The One Word That Is Making Your Political Arguments Way Harder than They Need to Be

Anna Leinberger Posted by Anna Leinberger, Editorial Manager, Acqusitions, Berrett-Koehler Publishers Inc.

Anna is a writer and editor for Berrett-Koehler in Oakland, CA. More on killer book proposals and writing can be found on her BK Blog.

The One Word That Is Making Your Political Arguments Way Harder than They Need to Be

The Pen Is Mightier Than the Sword

Powerful speech can move people in a way that threats do not, which is generally the established meaning of the above saying. However, the implications are much farther-reaching and can even be quite concrete. Small words have power too, words we don’t event think about when crafting a sentence. The small words can have more impact than the most perfectly chosen adjective, the most precise verb for the occasion.

AND Cultures

The culture of “yes, and?” is one that runs through the corporate training world.  And is a generative term that asks for more.  But, it is the counterpart of “and” that titles this piece- the word that will stop a conversation in a second (hint: I just used it!): BUT.  But is such a small word, it is not usually thought of.  We use it when we feel we need to, and interestingly, BUT does different things depending on whether you are using it or whether you are hearing it.  The power of BUT is that it completely negates anything that comes before it.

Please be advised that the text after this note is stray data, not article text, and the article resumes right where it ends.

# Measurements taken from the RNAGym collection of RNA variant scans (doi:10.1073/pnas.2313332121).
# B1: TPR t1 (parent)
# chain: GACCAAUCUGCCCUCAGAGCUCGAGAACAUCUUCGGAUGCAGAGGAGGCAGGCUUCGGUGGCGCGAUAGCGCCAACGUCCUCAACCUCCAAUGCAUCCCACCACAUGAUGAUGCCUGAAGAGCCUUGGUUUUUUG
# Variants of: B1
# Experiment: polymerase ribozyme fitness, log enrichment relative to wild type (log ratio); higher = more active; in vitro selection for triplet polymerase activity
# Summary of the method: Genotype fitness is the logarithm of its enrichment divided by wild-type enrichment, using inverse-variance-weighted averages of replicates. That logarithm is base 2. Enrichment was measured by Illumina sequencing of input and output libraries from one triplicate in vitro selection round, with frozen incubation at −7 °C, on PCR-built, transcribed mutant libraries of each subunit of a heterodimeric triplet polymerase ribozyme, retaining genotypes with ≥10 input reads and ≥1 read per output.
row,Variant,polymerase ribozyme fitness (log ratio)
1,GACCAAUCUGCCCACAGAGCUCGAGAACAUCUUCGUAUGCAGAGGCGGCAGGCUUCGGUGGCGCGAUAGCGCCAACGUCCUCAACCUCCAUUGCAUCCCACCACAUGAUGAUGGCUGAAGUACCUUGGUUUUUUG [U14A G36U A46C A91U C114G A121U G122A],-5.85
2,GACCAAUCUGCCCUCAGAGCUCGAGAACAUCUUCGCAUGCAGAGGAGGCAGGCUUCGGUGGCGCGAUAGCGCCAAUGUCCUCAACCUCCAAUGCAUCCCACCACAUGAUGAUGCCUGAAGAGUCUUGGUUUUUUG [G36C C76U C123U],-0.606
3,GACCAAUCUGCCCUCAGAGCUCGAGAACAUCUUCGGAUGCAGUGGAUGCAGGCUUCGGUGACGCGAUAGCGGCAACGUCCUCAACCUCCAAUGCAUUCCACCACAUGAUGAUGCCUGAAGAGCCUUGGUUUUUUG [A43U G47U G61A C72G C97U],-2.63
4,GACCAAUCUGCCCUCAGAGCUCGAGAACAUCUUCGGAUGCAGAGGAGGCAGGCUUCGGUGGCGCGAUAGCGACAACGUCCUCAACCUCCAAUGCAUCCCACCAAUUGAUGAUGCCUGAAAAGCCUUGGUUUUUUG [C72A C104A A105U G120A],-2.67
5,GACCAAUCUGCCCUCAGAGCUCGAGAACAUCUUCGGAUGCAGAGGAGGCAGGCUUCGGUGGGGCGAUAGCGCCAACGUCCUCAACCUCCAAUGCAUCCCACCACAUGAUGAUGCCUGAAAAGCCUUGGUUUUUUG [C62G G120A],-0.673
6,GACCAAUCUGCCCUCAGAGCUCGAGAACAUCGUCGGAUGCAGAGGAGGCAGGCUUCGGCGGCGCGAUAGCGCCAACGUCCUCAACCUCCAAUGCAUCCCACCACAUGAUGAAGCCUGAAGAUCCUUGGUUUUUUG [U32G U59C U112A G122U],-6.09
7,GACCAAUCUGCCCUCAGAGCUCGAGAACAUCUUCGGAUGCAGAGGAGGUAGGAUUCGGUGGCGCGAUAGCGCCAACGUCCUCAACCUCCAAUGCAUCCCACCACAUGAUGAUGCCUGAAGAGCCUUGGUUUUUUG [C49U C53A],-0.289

“I like sandwiches but I prefer salads.”

“I want to go to the store, but I have to clean the house first”

These are benign examples of BUT- in both sentences the second half of the sentence is clearly the point.  Going to the store and eating sandwiches really don’t matter because the important parts of the sentences have to do with cleaning the house and eating salads. BUT has more powerful implications though, particularly in political discussions:

“I agree with your point, but I think that __________”

And here is where BUT shows its real colors. There is almost nothing that can come after that BUT that does not, in some way, disagree with the statement preceding it.

Be careful how you use it

Ironically, when you use BUT the intent is often actually to partly validate what comes before.  Unfortunately, the person who hears BUT applied to their opinion usually hears the invalidation rather than the validation.  In communication, intent is only half the battle. BUT is a powerful word where there is frequently confusion amongst the intent and how it comes across. The simple step of choosing not to say BUT can have profound effects on a conversation, and replacing BUT with AND can be even more powerful.  When you want to validate someone’s position, try separating the validation and your own opinion, rather than connecting them with the word BUT.  The coming election cycle is bound to be fraught with incivility, arguments, and debate.  The simple change of a BUT for an and, or even a slight adjustment of the sentence structure to leave it out could have long reaching effects.